I have been having issues accessing my radio from my laptop and even via my switch…what do i do?
Configure laptop IP as 169.254.1.100 and subnet mask as 255.255.255.0
Connect Force 180 data port to laptop and ping 169.254.1.1
If it reachable , open the browser and access the radio with IP 169.254.1.1 and admin/admin as login credentials
If not reachable , try to reset factory reset by pressing reset button and repeat above step.
In ePMP in my opinion it is 255.255.0.0 ???
To be honest, on a direct connection between two devices the mask does not actually matter in todays classless IP networks as long as both devices IP addresses are within the same mask restrictions.
Given the actual mask for Microsoft’s APIPA IP range is 255.255.0.0, you can use what you want or only what you need to make the connection. We know the other device will use 169.254.1.1 then we could use a mask of 255.255.255.248 and set our laptop to 169.254.1.3 and it will work just fine. Conversely you could set the full mask and have your laptop set to 169.254.254.254 and it will also work unless the default ip address mask in the device you are trying to talk to is more restrictive and thus can only directly communicate with a smaller subset of hosts.
Hmm some different version on this community
Actually it says the same thing. A mask of 255.255.0.0 is a /16. The epmp radios have an apipa mask of /16. So whatever mask you choose for your laptop does not matter as long as both devices are withing the same subnet. L
You can always make a mask more restrictive but can not exceed the subnet for the address range. With IPV4 you can always take a given subnet mask ans divide it into smaller subnets so using a /24 or even a /29 would work as long as both addresses used to communicate are within the same subnet. What will not work is if the laptop is in a different subnet from the radio. So if you used a /29 mask on the laptop and its IP is 169.254.2.1 then the laptop would not be able to send to the radio without a router that resides within both subnets. Change your IP to 169.254.1.2 and then the mask does not matter as long as its not a /32.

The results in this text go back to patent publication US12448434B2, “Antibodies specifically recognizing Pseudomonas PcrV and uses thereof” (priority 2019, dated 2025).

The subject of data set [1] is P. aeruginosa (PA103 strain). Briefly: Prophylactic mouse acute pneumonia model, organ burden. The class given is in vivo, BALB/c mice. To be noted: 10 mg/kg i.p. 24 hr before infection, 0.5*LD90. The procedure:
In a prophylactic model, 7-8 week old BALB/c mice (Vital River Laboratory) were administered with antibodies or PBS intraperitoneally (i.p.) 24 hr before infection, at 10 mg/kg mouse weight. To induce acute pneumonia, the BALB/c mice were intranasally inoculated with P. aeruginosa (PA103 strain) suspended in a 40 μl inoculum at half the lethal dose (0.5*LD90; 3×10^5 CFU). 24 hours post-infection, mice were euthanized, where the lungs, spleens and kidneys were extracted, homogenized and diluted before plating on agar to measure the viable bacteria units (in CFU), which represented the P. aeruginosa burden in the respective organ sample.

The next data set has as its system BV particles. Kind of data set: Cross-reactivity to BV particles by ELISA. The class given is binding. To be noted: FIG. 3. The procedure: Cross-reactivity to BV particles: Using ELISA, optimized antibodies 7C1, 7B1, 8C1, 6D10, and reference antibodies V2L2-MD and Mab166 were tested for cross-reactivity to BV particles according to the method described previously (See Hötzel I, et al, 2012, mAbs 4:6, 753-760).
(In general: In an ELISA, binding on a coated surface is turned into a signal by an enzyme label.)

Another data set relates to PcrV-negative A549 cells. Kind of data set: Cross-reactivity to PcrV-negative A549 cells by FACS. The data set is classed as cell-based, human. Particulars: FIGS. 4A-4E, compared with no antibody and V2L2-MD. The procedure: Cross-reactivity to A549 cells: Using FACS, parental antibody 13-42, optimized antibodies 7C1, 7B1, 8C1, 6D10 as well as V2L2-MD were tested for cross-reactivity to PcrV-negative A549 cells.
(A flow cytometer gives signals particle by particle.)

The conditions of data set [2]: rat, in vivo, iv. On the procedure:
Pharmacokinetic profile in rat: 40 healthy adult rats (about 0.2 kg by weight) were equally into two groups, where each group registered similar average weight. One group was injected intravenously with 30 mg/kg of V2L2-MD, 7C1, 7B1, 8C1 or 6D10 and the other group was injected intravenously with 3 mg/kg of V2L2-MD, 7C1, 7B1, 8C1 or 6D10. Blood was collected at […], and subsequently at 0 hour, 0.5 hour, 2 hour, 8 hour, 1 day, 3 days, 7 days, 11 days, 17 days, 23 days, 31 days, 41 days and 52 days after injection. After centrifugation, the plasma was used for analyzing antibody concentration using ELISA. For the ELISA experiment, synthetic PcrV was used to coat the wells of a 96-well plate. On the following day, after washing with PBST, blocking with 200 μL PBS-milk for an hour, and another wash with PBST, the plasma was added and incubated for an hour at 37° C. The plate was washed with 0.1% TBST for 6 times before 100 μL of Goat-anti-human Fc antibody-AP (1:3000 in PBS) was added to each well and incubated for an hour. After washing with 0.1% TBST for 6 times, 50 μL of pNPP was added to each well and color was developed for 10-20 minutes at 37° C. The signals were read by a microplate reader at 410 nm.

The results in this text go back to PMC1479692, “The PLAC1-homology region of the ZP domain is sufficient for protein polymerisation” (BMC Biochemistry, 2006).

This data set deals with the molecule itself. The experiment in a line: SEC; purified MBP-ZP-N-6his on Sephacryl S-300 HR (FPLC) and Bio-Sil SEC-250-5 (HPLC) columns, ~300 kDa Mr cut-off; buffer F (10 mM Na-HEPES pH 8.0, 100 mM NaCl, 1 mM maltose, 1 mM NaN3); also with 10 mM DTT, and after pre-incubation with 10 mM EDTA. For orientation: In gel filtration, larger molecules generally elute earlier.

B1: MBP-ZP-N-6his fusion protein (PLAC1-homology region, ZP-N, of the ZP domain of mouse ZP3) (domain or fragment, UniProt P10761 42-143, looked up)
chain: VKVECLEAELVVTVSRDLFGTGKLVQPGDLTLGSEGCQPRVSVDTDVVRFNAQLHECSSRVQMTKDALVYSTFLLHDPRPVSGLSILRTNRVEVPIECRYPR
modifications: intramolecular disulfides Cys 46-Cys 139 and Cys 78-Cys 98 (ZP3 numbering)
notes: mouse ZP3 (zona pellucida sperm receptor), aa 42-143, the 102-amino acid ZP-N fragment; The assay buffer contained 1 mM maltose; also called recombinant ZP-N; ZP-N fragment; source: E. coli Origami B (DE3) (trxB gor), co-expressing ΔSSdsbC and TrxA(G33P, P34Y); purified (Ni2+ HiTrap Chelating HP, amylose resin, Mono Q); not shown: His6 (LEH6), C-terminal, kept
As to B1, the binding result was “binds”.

Ip addressing and subnetting isnt as complicated as what its made out to be and is grossly misunderstood. The mask is used to separate networks of ip addreeses from each other. Thats it! If you receive a block with a /24 mask then there is nothing stopping you from splitting it up in /28s which you could then dedicate to the intended task and ensure all data must pass through a router (and thus access controls) before being forwarded.
A simple example:
We have our management network which has a global mask of 255.192.0.0(/10) but we split it up into many /24 subnets to isolate sections of the management network from others. Management traffic from one tower doesnt need to be going across the backhaul links to every tower with every broadcast, so each tower gets its own router and management subnet. The subnet masks used make this separation possible. If we need to access a specific AP then we just type in its address (or hostname) and it just works. The best bonus is the backbone links are not hadling the arp requests of every SM, AP, Router, switch and phone on the network.this means there is more bandwidth available to our customers and less susceptible to broadcast storms.